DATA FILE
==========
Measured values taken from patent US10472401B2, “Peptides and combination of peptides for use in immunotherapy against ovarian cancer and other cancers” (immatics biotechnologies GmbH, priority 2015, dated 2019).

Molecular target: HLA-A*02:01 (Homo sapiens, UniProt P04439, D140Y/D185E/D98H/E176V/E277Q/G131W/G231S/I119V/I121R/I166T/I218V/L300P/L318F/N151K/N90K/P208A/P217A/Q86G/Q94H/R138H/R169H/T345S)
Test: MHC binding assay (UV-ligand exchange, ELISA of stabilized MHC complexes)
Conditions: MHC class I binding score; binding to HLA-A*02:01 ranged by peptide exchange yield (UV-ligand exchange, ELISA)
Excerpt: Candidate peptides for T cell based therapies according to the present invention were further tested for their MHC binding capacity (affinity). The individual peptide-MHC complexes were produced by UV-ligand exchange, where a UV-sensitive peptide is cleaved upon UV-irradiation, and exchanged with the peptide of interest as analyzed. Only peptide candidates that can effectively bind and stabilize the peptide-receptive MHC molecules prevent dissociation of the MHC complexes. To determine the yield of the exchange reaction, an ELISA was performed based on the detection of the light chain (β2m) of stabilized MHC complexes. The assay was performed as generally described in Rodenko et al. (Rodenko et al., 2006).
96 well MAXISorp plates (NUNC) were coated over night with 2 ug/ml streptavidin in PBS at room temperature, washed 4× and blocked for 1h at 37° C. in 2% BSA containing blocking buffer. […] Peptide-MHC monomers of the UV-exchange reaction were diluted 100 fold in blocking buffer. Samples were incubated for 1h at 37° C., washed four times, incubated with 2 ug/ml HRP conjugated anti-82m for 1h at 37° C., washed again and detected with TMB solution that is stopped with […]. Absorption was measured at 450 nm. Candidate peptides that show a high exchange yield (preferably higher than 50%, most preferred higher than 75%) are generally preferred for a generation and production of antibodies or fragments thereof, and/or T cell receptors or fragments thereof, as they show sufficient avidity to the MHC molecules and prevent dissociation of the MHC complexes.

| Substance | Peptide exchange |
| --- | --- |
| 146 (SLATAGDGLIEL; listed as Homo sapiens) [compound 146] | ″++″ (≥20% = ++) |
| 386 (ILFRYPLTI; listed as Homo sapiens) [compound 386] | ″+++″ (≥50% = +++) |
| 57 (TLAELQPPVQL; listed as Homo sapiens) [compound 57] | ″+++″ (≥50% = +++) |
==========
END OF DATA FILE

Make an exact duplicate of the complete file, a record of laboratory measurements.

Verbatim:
Measured values taken from patent US10472401B2, “Peptides and combination of peptides for use in immunotherapy against ovarian cancer and other cancers” (immatics biotechnologies GmbH, priority 2015, dated 2019).

Molecular target: HLA-A*02:01 (Homo sapiens, UniProt P04439, D140Y/D185E/D98H/E176V/E277Q/G131W/G231S/I119V/I121R/I166T/I218V/L300P/L318F/N151K/N90K/P208A/P217A/Q86G/Q94H/R138H/R169H/T345S)
Test: MHC binding assay (UV-ligand exchange, ELISA of stabilized MHC complexes)
Conditions: MHC class I binding score; binding to HLA-A*02:01 ranged by peptide exchange yield (UV-ligand exchange, ELISA)
Excerpt: Candidate peptides for T cell based therapies according to the present invention were further tested for their MHC binding capacity (affinity). The individual peptide-MHC complexes were produced by UV-ligand exchange, where a UV-sensitive peptide is cleaved upon UV-irradiation, and exchanged with the peptide of interest as analyzed. Only peptide candidates that can effectively bind and stabilize the peptide-receptive MHC molecules prevent dissociation of the MHC complexes. To determine the yield of the exchange reaction, an ELISA was performed based on the detection of the light chain (β2m) of stabilized MHC complexes. The assay was performed as generally described in Rodenko et al. (Rodenko et al., 2006).
96 well MAXISorp plates (NUNC) were coated over night with 2 ug/ml streptavidin in PBS at room temperature, washed 4× and blocked for 1h at 37° C. in 2% BSA containing blocking buffer. […] Peptide-MHC monomers of the UV-exchange reaction were diluted 100 fold in blocking buffer. Samples were incubated for 1h at 37° C., washed four times, incubated with 2 ug/ml HRP conjugated anti-82m for 1h at 37° C., washed again and detected with TMB solution that is stopped with […]. Absorption was measured at 450 nm. Candidate peptides that show a high exchange yield (preferably higher than 50%, most preferred higher than 75%) are generally preferred for a generation and production of antibodies or fragments thereof, and/or T cell receptors or fragments thereof, as they show sufficient avidity to the MHC molecules and prevent dissociation of the MHC complexes.

| Substance | Peptide exchange |
| --- | --- |
| 146 (SLATAGDGLIEL; listed as Homo sapiens) [compound 146] | ″++″ (≥20% = ++) |
| 386 (ILFRYPLTI; listed as Homo sapiens) [compound 386] | ″+++″ (≥50% = +++) |
| 57 (TLAELQPPVQL; listed as Homo sapiens) [compound 57] | ″+++″ (≥50% = +++) |